The National Association of Accountants defines it as follows:
“Joint costs relate to two or more products produced from a common production process or element-material, labour or overhead or any combination thereof or so locked together that one cannot be produced without producing the other”.
Joint costs can be apportioned to different products only adopting a suitable basis of apportionment.
(e) Common Costs: Common costs are those costs which are incurred for more than one product, job,
territory or any other specific costing object. They are not easily related with individual products and
hence are generally apportioned.
The National Association of Accountants defines the term as “the cost of services employed in the creation of two or more outputs which is not allocable to those outputs on a clearly justified basis”.
It should be kept in mind that management decisions influence the incurrence of common costs e.g. rent of the factory is a common cost to all departments located in factory.
(f) Imputed Costs: Some costs are not incurred and are useful while taking decision pertaining to a particular situation. These costs are known as imputed or notional costs and they do not enter into traditional accounting systems.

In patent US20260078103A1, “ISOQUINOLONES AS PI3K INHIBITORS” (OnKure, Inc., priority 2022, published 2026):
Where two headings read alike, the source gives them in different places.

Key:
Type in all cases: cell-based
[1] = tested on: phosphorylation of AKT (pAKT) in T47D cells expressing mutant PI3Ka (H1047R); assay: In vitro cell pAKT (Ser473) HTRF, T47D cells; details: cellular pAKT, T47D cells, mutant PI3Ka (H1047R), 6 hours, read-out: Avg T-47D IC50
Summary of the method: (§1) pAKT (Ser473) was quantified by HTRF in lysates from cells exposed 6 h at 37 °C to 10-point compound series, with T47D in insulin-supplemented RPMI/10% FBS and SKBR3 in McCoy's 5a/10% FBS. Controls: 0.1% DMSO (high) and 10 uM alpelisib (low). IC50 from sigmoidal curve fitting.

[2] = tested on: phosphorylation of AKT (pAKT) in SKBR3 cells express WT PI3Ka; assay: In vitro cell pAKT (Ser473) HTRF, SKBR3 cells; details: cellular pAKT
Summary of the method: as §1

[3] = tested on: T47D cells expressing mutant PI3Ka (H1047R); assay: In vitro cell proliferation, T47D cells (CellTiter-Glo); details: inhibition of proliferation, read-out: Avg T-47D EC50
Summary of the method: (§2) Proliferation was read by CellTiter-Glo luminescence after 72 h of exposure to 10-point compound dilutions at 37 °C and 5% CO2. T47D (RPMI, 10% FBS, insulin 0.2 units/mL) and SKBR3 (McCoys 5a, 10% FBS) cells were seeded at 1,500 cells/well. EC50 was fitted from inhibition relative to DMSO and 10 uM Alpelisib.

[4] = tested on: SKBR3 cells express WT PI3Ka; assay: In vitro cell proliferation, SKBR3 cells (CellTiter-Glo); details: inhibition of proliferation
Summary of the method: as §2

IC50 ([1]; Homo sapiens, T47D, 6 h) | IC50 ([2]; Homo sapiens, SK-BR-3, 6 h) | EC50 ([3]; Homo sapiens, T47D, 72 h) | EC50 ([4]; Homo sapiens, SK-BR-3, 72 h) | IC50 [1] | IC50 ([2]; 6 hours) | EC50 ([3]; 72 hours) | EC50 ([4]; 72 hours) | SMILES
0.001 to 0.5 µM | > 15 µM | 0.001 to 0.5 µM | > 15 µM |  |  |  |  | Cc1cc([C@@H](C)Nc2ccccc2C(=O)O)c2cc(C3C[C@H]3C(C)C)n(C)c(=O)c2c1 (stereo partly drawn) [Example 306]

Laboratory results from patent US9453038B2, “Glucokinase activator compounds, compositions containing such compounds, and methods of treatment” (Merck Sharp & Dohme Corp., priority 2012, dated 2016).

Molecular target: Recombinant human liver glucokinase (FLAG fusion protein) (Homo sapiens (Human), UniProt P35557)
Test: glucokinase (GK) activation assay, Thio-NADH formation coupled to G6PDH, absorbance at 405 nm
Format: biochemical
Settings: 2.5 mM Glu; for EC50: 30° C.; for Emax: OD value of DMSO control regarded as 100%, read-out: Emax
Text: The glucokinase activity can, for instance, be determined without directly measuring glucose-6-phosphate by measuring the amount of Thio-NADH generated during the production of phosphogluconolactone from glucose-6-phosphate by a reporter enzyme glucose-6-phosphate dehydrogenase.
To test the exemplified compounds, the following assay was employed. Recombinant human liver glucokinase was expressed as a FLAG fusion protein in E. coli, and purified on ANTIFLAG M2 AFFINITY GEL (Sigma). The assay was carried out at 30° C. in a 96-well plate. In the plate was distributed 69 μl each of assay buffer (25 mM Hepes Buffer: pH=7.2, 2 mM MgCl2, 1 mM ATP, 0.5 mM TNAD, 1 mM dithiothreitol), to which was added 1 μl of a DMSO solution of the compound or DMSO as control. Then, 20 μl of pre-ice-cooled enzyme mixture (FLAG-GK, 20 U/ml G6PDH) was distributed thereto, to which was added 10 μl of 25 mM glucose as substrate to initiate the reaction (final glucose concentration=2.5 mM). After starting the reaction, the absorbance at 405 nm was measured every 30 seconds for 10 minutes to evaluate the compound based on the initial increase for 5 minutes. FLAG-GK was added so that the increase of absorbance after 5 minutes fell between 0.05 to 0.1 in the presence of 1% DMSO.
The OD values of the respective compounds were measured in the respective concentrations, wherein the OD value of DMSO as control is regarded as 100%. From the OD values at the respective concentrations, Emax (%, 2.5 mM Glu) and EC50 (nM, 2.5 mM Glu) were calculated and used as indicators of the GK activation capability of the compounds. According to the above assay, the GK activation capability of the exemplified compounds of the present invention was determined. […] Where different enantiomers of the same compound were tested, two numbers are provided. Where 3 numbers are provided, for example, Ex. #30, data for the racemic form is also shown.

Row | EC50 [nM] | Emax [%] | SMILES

Examples: Interest on internally generated funds, salaries of owners of proprietorship or partnership, notional rent etc.
(g) Uniform Costs: They are not distinct costs as such. Uniform costing signifies common costing
principles and procedures adopted a number of firms. They are useful in inter-firm comparison.
(h) Marginal Costs: It is the aggregate of variable costs, i.e., prime cost plus variable overheads. Thus,
costs are classified as fixed and variable.
(i) Replacement Costs: This is the cost of replacing an asset at current market values e.g. when the
cost of replacing an asset is considered, it means the cost of purchasing the asset at the current
market price is important and not the cost at which it was purchased.